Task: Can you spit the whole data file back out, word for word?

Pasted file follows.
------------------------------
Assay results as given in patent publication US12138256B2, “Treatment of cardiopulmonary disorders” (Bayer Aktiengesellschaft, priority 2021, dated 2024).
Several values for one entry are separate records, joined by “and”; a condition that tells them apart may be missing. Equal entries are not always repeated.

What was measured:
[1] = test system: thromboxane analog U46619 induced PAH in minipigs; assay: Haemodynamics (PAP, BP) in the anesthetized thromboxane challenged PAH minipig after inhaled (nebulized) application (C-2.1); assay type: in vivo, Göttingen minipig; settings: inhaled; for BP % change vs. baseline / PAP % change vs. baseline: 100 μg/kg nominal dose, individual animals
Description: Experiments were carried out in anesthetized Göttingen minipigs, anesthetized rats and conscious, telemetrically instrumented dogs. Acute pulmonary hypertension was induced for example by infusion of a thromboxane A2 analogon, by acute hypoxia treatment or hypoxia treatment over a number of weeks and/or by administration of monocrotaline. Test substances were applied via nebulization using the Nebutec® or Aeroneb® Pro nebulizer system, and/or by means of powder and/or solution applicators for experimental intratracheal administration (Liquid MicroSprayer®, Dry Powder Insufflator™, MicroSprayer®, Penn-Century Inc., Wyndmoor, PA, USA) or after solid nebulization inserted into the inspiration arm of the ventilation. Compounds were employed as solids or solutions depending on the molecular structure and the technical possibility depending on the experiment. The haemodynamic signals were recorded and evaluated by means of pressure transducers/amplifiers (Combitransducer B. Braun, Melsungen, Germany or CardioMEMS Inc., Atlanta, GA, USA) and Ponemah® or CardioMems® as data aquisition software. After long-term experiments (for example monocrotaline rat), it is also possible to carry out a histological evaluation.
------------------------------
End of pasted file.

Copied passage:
Assay results as given in patent publication US12138256B2, “Treatment of cardiopulmonary disorders” (Bayer Aktiengesellschaft, priority 2021, dated 2024).
Several values for one entry are separate records, joined by “and”; a condition that tells them apart may be missing. Equal entries are not always repeated.

What was measured:
[1] = test system: thromboxane analog U46619 induced PAH in minipigs; assay: Haemodynamics (PAP, BP) in the anesthetized thromboxane challenged PAH minipig after inhaled (nebulized) application (C-2.1); assay type: in vivo, Göttingen minipig; settings: inhaled; for BP % change vs. baseline / PAP % change vs. baseline: 100 μg/kg nominal dose, individual animals
Description: Experiments were carried out in anesthetized Göttingen minipigs, anesthetized rats and conscious, telemetrically instrumented dogs. Acute pulmonary hypertension was induced for example by infusion of a thromboxane A2 analogon, by acute hypoxia treatment or hypoxia treatment over a number of weeks and/or by administration of monocrotaline. Test substances were applied via nebulization using the Nebutec® or Aeroneb® Pro nebulizer system, and/or by means of powder and/or solution applicators for experimental intratracheal administration (Liquid MicroSprayer®, Dry Powder Insufflator™, MicroSprayer®, Penn-Century Inc., Wyndmoor, PA, USA) or after solid nebulization inserted into the inspiration arm of the ventilation. Compounds were employed as solids or solutions depending on the molecular structure and the technical possibility depending on the experiment. The haemodynamic signals were recorded and evaluated by means of pressure transducers/amplifiers (Combitransducer B. Braun, Melsungen, Germany or CardioMEMS Inc., Atlanta, GA, USA) and Ponemah® or CardioMems® as data aquisition software. After long-term experiments (for example monocrotaline rat), it is also possible to carry out a histological evaluation.